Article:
More beds will be build this spring. the same technique will be used. I cut a couple more branches off the 60 foot Mountain Ash in my backyard. So I have a pile of logs to put in the new beds.

Here is a link that might be useful: hugelkultur

This post was edited by Drew51 on Mon, Feb 3, 14 at 23:03

    Bookmark   February 3, 2014 at 10:27PM
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larry_gene

In the case of Pacific Northwest filbert orchards afflicted with the Eastern Blight, one could see over the past decades large piles of cut trees that were then lit on fire.

    Bookmark   February 3, 2014 at 10:39PM
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alan haigh

Pile and burn is the usual approach in large commercial orchards, I believe, as much for convenience as sanitation.

Some orchards with direct marketing stores sell the wood at a premium for fire wood.

The longevity of commercial orchard trees does depend on the species- in the case of apples, a lot on the type of rootstock- more dwarfing, shorter lived. Also region and even soil come into play.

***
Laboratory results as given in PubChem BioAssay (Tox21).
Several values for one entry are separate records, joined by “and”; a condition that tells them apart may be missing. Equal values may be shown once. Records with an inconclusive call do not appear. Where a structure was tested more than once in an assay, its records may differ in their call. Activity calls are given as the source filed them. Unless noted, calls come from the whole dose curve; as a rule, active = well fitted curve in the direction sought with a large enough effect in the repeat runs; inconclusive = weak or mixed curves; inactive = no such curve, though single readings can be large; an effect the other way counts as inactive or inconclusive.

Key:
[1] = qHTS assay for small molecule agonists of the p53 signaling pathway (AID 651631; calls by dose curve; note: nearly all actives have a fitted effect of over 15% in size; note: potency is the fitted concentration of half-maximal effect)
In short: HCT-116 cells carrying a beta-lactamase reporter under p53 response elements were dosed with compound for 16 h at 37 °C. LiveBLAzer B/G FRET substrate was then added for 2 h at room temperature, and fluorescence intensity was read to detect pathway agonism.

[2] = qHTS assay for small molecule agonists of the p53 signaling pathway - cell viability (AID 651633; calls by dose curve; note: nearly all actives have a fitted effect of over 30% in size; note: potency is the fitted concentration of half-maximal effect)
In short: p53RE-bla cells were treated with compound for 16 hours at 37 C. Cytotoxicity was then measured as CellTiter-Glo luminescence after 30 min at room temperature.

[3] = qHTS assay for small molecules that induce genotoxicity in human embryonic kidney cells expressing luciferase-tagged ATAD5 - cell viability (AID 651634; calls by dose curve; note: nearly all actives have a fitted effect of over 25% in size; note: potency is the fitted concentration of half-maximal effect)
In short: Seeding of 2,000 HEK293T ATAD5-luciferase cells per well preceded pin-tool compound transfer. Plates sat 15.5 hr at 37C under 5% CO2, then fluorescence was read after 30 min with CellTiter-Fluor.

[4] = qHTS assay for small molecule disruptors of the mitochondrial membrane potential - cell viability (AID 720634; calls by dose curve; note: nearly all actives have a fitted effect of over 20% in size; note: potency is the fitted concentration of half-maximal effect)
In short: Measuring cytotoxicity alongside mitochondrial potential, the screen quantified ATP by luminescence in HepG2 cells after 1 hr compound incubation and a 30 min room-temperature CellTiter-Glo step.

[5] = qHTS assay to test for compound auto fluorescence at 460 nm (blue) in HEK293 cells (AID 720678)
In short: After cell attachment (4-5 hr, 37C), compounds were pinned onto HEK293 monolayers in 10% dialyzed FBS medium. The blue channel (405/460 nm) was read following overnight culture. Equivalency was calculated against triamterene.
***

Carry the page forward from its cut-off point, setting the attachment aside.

In the east, peaches are often replaced after 10 to 15 years of productivity, but in a home orchard may last over 40 years.

I don't know the duration of apple trees on various root stocks in commercial orchards, only that full dwarfs are not in production for more than 15-20 years.

The difference between home and commercial orcharding is so great that we have no commercial apple growers that participate in this forum lately.

I prune and help manage a couple of small commercial orchards, but they are not typical operations, more hobby than commercial although fruit is sold from less than 10 acres of trees and at least a small profit is required.